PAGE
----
Cerebral oedema (summary)

Dr Jeremy Jones et al.

Cerebral oedema describes the collection of additional fluid within the white matter of the brain. It is the brain's response to an insult and may take one of two broad forms: vasogenic (white matter) and cytotoxic oedema.

Reference article

This is a summary article; read more in our article on cerebral oedema.

  • pathophysiology
    • oedema within the brain parenchyma (white or grey matter)
      • the result of a brain insult (ischaemia/infarction, infection, tumour etc)
    • two main types of cerebral oedema
      • cytotoxic
        • white and grey matter
        • usually the result of ischaemia/infarction
        • blurring of the grey-white junction
      • vasogenic
        • white-matter only
        • surrounds abscess or a tumour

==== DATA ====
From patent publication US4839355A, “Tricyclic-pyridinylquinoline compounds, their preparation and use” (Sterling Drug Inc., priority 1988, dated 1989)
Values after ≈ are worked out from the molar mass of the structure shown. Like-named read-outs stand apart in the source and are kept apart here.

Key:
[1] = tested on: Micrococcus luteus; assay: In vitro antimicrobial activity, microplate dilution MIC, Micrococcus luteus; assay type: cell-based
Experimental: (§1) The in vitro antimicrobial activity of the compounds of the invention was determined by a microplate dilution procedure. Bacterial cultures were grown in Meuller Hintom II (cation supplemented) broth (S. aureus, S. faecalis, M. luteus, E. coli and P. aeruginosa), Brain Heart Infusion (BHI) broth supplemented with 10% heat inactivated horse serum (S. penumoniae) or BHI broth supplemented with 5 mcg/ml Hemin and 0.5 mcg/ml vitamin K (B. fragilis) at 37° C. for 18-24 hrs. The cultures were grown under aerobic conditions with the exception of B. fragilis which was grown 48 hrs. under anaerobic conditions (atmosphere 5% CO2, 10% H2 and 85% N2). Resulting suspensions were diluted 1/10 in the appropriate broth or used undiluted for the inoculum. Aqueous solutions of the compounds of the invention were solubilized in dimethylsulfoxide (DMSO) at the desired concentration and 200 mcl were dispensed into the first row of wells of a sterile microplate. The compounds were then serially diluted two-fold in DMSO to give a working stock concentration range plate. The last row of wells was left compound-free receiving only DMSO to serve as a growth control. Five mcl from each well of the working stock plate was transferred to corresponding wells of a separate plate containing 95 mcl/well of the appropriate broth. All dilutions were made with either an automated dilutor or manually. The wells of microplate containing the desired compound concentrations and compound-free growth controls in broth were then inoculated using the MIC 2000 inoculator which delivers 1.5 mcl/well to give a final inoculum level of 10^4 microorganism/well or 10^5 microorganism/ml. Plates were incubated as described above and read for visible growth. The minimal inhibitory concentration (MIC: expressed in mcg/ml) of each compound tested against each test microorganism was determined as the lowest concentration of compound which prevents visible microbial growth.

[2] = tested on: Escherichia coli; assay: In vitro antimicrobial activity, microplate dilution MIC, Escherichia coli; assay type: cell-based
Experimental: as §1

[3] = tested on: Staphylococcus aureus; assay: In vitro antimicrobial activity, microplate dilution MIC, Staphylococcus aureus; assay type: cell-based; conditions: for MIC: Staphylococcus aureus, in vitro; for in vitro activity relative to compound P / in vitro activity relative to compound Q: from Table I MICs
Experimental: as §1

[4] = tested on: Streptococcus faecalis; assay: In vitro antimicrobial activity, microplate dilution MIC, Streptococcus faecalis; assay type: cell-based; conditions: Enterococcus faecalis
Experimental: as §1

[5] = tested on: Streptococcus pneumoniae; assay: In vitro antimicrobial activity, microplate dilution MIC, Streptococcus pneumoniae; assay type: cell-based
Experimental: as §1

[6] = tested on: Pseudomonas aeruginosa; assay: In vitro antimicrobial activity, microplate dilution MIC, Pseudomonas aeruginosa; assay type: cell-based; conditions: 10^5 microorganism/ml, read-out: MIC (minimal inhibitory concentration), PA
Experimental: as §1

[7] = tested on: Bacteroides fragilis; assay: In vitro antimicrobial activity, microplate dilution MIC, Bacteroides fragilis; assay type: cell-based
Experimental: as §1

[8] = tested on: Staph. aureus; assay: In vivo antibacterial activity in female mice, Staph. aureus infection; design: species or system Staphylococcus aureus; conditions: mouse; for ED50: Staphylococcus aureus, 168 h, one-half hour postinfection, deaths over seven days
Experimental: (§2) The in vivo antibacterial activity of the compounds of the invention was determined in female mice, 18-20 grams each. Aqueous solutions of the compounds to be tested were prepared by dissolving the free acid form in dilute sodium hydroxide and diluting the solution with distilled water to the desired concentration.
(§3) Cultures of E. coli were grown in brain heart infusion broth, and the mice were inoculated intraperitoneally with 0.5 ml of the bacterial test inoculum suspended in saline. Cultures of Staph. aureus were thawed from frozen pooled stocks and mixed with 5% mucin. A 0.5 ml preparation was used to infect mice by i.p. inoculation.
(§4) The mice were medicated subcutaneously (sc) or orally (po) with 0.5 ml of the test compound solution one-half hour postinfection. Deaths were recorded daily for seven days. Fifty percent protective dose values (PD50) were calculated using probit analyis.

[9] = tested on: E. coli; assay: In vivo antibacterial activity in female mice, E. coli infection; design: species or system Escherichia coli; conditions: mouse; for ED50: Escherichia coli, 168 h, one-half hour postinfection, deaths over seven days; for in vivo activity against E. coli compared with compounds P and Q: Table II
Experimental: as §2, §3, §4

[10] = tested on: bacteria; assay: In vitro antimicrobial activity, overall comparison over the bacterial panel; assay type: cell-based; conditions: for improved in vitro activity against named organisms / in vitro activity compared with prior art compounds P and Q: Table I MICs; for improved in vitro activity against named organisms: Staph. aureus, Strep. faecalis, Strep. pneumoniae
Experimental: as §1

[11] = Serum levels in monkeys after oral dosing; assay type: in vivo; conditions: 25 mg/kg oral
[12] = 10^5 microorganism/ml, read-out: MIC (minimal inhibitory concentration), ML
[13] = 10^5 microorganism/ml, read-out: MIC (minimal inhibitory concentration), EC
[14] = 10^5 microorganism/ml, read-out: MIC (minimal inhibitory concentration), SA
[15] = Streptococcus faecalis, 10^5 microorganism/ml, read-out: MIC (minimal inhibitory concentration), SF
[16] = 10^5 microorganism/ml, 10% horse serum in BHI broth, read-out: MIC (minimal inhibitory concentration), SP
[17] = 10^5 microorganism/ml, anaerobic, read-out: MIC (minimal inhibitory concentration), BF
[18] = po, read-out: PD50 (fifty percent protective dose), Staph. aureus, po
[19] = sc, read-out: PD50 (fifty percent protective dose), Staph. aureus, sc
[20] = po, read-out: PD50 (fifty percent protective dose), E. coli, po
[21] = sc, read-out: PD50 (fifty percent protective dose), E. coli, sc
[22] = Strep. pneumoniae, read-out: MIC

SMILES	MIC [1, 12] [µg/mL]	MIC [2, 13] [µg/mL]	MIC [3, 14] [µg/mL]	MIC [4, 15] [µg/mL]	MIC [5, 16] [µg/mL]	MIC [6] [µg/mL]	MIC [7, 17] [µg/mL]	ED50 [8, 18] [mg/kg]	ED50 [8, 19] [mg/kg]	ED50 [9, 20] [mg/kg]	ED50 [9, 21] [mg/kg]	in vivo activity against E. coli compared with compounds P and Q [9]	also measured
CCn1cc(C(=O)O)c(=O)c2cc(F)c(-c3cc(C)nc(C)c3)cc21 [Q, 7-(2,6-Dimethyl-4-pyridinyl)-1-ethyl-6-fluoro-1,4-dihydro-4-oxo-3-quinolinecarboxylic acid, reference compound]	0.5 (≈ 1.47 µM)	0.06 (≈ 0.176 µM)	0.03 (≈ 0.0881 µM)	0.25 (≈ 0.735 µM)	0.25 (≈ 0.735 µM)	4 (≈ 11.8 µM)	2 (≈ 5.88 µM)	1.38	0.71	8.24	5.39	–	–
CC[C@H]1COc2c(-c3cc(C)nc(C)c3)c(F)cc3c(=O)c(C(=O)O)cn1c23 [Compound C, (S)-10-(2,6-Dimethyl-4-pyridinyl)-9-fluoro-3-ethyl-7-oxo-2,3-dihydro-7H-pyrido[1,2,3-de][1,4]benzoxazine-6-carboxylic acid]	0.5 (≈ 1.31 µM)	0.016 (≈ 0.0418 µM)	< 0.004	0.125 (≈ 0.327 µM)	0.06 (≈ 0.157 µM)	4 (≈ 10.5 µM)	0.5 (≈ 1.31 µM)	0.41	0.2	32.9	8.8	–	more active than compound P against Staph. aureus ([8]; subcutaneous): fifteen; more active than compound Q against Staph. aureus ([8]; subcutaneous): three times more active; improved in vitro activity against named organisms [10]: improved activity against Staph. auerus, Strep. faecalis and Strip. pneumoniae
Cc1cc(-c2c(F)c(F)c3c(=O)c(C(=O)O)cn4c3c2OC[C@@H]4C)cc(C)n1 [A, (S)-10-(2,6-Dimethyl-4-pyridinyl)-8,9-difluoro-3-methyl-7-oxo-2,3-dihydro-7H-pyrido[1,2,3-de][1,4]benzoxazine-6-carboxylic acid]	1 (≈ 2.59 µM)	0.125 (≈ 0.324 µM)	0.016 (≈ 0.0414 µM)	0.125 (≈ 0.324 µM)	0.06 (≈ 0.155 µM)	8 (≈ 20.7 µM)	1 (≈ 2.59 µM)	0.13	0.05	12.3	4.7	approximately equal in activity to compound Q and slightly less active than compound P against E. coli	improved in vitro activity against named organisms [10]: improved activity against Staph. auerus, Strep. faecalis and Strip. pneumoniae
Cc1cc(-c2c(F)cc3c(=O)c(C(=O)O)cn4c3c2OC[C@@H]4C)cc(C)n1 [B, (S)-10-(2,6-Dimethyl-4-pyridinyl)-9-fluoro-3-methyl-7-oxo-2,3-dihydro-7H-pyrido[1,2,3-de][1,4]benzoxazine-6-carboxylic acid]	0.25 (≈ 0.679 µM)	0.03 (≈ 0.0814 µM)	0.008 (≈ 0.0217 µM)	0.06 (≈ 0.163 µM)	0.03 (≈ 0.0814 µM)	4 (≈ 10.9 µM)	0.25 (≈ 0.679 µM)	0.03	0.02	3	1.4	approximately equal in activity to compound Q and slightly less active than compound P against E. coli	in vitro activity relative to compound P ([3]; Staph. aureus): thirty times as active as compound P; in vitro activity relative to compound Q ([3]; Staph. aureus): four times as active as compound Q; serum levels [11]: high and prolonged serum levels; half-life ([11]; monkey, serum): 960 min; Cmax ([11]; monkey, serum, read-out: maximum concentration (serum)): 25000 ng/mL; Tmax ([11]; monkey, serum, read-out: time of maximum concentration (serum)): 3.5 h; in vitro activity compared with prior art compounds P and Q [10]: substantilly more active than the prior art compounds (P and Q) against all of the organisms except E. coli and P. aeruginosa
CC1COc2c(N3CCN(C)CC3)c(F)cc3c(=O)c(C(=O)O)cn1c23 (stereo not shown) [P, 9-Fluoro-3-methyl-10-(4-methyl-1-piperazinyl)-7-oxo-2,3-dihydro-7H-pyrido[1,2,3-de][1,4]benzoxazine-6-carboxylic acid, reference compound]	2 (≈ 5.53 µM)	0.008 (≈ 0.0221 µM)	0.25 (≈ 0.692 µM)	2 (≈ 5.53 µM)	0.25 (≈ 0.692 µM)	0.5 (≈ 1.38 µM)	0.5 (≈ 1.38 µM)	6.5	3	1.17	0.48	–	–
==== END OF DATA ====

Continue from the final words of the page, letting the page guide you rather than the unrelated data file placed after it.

• periventricular oedema occurs secondary to hydrocephalus

CT head | MRI brain

  • role of imaging
    • confirm the presence of oedema
    • determine the likely underlying cause
    • determine whether there is sequela from any mass effect
  • radiographic features
    • compression and displacement of adjacent structures
    • change in parencymal density (CT) and signal (MRI)
      • reduced density (attenuation) on CT
      • high-signal on T2-weighted sequences (MRI)
      • low-signal on T1-weighted sequences (MRI)
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Article information

rID: 55164
Synonyms or Alternate Spellings:

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Cases and figures

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    Vasogenic oedema (breast cancer metastasis)
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    Cytotoxic oedema (left MCA stroke)
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    Vasogenic oedema (renal cell cancer metastasis)
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    Hydrocephalus with periventricular oedema
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